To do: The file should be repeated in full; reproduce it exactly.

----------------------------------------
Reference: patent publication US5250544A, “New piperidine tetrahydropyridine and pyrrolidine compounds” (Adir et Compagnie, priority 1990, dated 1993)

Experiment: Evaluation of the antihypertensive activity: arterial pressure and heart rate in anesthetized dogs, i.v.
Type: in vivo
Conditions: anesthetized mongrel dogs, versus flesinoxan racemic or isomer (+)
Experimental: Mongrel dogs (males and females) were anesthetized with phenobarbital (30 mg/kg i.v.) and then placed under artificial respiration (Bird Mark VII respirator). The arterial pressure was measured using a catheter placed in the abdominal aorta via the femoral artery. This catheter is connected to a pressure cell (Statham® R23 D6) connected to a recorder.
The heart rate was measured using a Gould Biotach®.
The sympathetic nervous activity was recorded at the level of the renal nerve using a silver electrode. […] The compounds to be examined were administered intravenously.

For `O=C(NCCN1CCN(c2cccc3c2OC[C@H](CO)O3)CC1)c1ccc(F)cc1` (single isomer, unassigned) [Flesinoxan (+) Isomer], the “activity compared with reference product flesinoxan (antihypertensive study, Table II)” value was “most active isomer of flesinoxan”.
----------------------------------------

Reference: patent publication US5250544A, “New piperidine tetrahydropyridine and pyrrolidine compounds” (Adir et Compagnie, priority 1990, dated 1993)

Experiment: Evaluation of the antihypertensive activity: arterial pressure and heart rate in anesthetized dogs, i.v.
Type: in vivo
Conditions: anesthetized mongrel dogs, versus flesinoxan racemic or isomer (+)
Experimental: Mongrel dogs (males and females) were anesthetized with phenobarbital (30 mg/kg i.v.) and then placed under artificial respiration (Bird Mark VII respirator). The arterial pressure was measured using a catheter placed in the abdominal aorta via the femoral artery. This catheter is connected to a pressure cell (Statham® R23 D6) connected to a recorder.
The heart rate was measured using a Gould Biotach®.
The sympathetic nervous activity was recorded at the level of the renal nerve using a silver electrode. […] The compounds to be examined were administered intravenously.

For `O=C(NCCN1CCN(c2cccc3c2OC[C@H](CO)O3)CC1)c1ccc(F)cc1` (single isomer, unassigned) [Flesinoxan (+) Isomer], the “activity compared with reference product flesinoxan (antihypertensive study, Table II)” value was “most active isomer of flesinoxan”.